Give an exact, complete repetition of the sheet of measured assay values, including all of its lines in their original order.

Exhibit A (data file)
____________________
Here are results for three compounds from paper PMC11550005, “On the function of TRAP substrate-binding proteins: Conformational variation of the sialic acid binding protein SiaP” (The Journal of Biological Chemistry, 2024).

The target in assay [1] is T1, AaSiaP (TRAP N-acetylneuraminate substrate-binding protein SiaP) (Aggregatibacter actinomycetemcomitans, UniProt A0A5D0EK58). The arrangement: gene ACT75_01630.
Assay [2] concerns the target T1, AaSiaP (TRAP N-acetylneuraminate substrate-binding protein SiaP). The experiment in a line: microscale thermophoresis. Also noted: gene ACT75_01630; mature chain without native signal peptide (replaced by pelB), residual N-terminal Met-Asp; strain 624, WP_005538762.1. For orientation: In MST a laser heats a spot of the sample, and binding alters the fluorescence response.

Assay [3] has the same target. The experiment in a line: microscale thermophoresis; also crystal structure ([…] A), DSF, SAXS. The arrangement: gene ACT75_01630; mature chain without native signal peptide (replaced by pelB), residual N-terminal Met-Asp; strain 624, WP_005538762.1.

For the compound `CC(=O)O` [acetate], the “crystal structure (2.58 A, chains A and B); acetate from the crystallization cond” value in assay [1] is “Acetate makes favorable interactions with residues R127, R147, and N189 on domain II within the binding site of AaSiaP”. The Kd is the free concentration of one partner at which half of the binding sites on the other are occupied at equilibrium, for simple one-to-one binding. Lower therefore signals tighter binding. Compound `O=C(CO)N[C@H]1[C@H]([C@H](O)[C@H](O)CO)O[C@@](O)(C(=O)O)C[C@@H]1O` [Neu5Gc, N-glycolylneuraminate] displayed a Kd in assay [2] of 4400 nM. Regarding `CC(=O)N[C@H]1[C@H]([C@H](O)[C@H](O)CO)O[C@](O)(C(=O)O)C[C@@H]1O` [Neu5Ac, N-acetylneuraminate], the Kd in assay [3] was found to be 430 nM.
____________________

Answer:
Here are results for three compounds from paper PMC11550005, “On the function of TRAP substrate-binding proteins: Conformational variation of the sialic acid binding protein SiaP” (The Journal of Biological Chemistry, 2024).

The target in assay [1] is T1, AaSiaP (TRAP N-acetylneuraminate substrate-binding protein SiaP) (Aggregatibacter actinomycetemcomitans, UniProt A0A5D0EK58). The arrangement: gene ACT75_01630.
Assay [2] concerns the target T1, AaSiaP (TRAP N-acetylneuraminate substrate-binding protein SiaP). The experiment in a line: microscale thermophoresis. Also noted: gene ACT75_01630; mature chain without native signal peptide (replaced by pelB), residual N-terminal Met-Asp; strain 624, WP_005538762.1. For orientation: In MST a laser heats a spot of the sample, and binding alters the fluorescence response.

Assay [3] has the same target. The experiment in a line: microscale thermophoresis; also crystal structure ([…] A), DSF, SAXS. The arrangement: gene ACT75_01630; mature chain without native signal peptide (replaced by pelB), residual N-terminal Met-Asp; strain 624, WP_005538762.1.

For the compound `CC(=O)O` [acetate], the “crystal structure (2.58 A, chains A and B); acetate from the crystallization cond” value in assay [1] is “Acetate makes favorable interactions with residues R127, R147, and N189 on domain II within the binding site of AaSiaP”. The Kd is the free concentration of one partner at which half of the binding sites on the other are occupied at equilibrium, for simple one-to-one binding. Lower therefore signals tighter binding. Compound `O=C(CO)N[C@H]1[C@H]([C@H](O)[C@H](O)CO)O[C@@](O)(C(=O)O)C[C@@H]1O` [Neu5Gc, N-glycolylneuraminate] displayed a Kd in assay [2] of 4400 nM. Regarding `CC(=O)N[C@H]1[C@H]([C@H](O)[C@H](O)CO)O[C@](O)(C(=O)O)C[C@@H]1O` [Neu5Ac, N-acetylneuraminate], the Kd in assay [3] was found to be 430 nM.